Birmingham Council postpones Uber vote as 5 councilors no-show

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A scheduled vote on whether to approve new rules allowing ride-hailing services like Uber and Lyft to operate in the Magic City was postponed Tuesday afternoon for lack of a quorum required to vote.

Council President Johnathan Austin, Councilman Steven Hoyt, Councilwoman Sheila Tyson, Councilwoman Lashunda Scales and Councilman Marcus Lundy did not attend the meeting, requiring members to adjourn before hearing the ride-hailing item on the agenda.

The Birmingham City Council was slated to take up an ordinance that would allow so-called ridesharing firms to set up shop in the city by next month, along with other issues.

Council members Jay Roberson, Valerie Abbott, Kim Rafferty and William Parker were in attendance. They waited about an hour before telling an increasingly restive audience the meeting would have to be scuttled.

The delay may push back the beginning of Uber’s operations in Birmingham until 2016.

“It’s disappointing that Birmingham residents have to continue waiting for safe rides and economic opportunity,” said Uber spokesperson Kaitlin Durkosh Tuesday.

“We look forward to the draft ridesharing regulations from last week’s Committee of the Whole meeting crossing the finish line next Tuesday, so that we can bring ridesharing to Birmingham in advance of the New Year,” said Durkosh.

Some Birmingham residents took to the “Magic City Movement” Facebook page established to support Uber’s efforts to voice their displeasure with the councilors’ actions.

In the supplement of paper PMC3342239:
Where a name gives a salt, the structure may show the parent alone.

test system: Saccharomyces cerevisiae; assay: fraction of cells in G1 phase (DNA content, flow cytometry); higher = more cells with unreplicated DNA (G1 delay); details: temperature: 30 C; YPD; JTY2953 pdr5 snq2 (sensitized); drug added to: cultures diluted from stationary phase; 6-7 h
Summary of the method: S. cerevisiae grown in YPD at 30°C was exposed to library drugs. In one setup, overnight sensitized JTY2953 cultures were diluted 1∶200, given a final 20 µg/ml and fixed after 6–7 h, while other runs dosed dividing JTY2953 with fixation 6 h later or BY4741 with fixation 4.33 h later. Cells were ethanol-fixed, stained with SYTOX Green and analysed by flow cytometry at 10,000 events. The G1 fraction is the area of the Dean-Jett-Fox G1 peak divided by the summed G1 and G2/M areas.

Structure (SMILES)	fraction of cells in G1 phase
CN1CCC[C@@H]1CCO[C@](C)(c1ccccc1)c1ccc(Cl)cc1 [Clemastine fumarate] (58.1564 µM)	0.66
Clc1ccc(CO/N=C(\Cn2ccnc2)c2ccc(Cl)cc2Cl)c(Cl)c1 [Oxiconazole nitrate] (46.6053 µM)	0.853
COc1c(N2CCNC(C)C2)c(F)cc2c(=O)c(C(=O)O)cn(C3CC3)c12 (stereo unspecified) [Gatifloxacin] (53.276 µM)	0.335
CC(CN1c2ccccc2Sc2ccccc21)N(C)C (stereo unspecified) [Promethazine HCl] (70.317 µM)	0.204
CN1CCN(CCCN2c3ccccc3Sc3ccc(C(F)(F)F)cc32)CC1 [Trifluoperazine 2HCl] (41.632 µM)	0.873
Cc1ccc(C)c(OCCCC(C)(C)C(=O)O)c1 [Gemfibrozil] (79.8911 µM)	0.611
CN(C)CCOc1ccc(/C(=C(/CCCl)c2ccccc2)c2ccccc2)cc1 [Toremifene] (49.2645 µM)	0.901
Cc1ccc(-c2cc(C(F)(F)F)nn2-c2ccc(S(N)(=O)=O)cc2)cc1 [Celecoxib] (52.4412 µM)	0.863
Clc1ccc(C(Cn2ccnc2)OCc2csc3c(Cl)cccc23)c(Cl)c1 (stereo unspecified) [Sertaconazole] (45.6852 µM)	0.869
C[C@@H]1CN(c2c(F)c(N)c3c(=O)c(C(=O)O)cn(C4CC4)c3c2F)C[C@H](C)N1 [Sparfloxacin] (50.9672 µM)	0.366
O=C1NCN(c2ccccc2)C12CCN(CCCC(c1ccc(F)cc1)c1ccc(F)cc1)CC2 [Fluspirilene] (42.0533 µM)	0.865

“Collusion,” is what user Sam Lewis chalked it up to. “Everyone in the BCC ignoring the people’s voice on this extremely important matter deserve to be reprimanded by not receiving your vote during the next election.”
Another group member, Kris Reeves, opined: “These people, who were put in charge to lead our great city, are holding us back. I constantly defend Birmingham, but things like this make it extremely difficult. They are keeping us the laughingstock of major US cities.”
Planned votes on several road improvement projects and re-upping the contracts of city consultants also were casualties of the no-show.
Council President Austin said the members missed the vote because “most people are out of town visiting family for Thanksgiving.”
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